Bernina machines have to be oiled every time they are used. I’ve never had a machine that required daily oiling, and I often forget to do it, until I take those first couple of stitches. Other modern brands do not require any oil, and in fact, oiling them can void the warranty. I like low maintenance machines, which does not include the Bernina. And getting the bobbin case back in can be tricky, once you’re done oiling the bobbin race. It annoys me, and makes me want to not sew, when I have issues getting the bobbin case back in the machine.
The accessory prices are very expensive. A single foot can cause in excess of $100. Yes, they are full ankle, but this is not an economic machine. It is an investment, to be sure.
While the embroidery is adequate, I’m not happy with the oval hoop. They seem to cut off a fair amount of embroidery area. In fact, I have seen designs sold by third parties that specifically state they are not suitable for Bernina’s oval hoops. Why they went with an oval hoop when the rectangular hoop was the standard is beyond me.
Going back to the size of the bed to the right of the needle … The only Bernina that offers more than 10″ to the right of the needle is the 880 Plus, which boasts 12″ to the right of the needle. However, that machine costs $18,000, which is thousands more than other brands with a bed that size. The 700 series boasts a 10″ bed to the right of the needle, but I think if you’re going to spend the money for a 700 series, you should check out other brands to see if you can find an 11″ or better bed for less money.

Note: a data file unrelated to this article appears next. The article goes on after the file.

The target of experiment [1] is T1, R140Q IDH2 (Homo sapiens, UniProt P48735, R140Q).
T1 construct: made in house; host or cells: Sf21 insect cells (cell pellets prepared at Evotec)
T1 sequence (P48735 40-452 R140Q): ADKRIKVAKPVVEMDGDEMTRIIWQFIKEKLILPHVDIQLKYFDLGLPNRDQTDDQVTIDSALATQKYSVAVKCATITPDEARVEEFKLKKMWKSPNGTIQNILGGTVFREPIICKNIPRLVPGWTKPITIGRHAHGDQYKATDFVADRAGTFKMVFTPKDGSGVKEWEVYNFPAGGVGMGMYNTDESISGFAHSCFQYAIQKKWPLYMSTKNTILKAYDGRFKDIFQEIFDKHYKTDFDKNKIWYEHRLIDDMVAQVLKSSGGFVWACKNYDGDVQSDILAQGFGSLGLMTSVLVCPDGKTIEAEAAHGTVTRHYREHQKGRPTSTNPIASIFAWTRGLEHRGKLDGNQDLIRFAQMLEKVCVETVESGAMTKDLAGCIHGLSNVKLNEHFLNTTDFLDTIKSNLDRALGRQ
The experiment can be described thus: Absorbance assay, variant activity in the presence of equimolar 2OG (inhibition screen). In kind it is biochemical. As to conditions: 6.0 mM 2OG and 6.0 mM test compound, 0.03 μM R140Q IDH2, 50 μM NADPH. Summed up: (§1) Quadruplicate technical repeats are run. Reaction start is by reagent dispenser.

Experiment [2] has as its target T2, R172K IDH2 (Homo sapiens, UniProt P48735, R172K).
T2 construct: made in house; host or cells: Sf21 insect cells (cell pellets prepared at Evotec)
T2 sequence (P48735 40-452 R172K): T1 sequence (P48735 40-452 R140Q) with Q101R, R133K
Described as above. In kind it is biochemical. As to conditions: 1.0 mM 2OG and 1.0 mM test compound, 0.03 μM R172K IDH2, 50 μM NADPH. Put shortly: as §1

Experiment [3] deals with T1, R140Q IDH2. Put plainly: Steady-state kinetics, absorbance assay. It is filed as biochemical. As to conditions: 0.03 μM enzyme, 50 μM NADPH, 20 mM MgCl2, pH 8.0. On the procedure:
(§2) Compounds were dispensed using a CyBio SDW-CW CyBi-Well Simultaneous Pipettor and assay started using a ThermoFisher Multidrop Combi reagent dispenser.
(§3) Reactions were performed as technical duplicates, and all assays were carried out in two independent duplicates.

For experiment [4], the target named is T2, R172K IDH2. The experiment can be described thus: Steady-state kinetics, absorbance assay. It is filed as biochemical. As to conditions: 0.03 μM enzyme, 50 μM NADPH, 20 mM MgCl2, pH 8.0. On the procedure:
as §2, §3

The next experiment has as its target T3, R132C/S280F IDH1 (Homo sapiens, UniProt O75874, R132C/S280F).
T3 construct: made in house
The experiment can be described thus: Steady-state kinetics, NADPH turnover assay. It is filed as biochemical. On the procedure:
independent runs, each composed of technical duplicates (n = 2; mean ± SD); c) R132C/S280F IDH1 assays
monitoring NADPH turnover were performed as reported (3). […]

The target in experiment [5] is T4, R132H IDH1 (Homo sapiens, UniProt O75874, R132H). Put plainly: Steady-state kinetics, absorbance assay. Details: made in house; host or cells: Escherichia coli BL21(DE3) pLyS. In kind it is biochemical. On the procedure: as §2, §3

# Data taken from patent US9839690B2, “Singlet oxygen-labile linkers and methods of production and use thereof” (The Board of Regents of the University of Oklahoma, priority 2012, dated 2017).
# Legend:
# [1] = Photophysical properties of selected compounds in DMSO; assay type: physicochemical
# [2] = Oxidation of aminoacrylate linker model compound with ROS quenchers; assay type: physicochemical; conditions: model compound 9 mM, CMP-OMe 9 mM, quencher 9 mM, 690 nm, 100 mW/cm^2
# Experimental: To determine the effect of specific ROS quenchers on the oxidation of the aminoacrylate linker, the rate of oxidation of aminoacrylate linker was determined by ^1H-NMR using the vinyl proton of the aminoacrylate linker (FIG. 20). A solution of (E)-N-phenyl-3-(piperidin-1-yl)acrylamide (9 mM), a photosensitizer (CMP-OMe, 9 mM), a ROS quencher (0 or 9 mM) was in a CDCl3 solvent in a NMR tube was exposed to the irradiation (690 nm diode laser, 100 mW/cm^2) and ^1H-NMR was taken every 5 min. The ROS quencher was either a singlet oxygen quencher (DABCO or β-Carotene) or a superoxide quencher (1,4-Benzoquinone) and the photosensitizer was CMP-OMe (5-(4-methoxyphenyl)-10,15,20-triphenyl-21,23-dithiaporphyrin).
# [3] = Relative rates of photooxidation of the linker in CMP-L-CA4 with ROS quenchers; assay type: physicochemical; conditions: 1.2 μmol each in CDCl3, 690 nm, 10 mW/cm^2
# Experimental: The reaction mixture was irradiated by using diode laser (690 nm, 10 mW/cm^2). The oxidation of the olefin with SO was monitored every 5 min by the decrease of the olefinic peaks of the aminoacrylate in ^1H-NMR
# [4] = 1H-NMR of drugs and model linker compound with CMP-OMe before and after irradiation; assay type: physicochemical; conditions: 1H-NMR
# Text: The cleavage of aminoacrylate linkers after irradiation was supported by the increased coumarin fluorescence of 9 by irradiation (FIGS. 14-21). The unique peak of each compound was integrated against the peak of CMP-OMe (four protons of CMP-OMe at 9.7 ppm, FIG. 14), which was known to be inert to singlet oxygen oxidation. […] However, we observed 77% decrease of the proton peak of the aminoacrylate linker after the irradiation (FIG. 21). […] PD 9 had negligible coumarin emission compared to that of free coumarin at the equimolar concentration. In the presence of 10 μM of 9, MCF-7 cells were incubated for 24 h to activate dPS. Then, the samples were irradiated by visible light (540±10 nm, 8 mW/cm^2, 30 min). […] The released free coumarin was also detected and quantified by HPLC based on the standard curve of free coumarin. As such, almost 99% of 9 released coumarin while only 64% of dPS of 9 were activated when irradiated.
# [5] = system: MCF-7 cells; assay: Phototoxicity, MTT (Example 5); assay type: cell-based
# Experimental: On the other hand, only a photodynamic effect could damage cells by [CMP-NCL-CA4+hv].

The Bernina 570QE is a nice machine, but I don’t find it worth the price of admission. There are so many other choices that deliver more bang for your buck, but I know that there are people who just love Bernina machines. As I say with any machine purchase, try out the machines you’re interested in and make sure it’s something you love before you pull the trigger and buy it.
Thank you for your review. It certainly is a lot of money not to be impressed! Which machine are you most impressed with that has a larger throat space?
That’s a good question, and one I’ve received several times! I have a blog post in the works to answer that very question that will be posted on Friday, August 12th!
I’ve owned 2 Berninas and took the owners’ classes with both purchases. I’ve never been told to oil every time I use it. I just oil when I change the bobbin.
Having said that, your other criticisms are fair. I have the 550QE which is a step below yours. I am also unhappy with the needle threader which is flimsy and easily broken.
I tried the Bernina 580 with the intention to purchase but went on to try out the Phaff sensation 720 and that machine wowed me. 10” off space, dual feed with free motion stitching, built in cutting and on off button, full touch screen with embroidery stitching….it is the dream Machine….plus the price is much better than the 700 series Bernina….way more bang for your buck….and it’s fun 🤩
I’m glad you found a machine that works for you! I have had two Pfaff machines, but I prefer the Brother Stellaire XJ1 for throat space – more than 11″. And the 570QE is growing on me! But I always say, when it comes to sewing machines, one size does not fit all, and quite frankly, I use the machine that fits my current purpose. Honestly, I could have one of each brand and use every one of them for something different. They all have a place!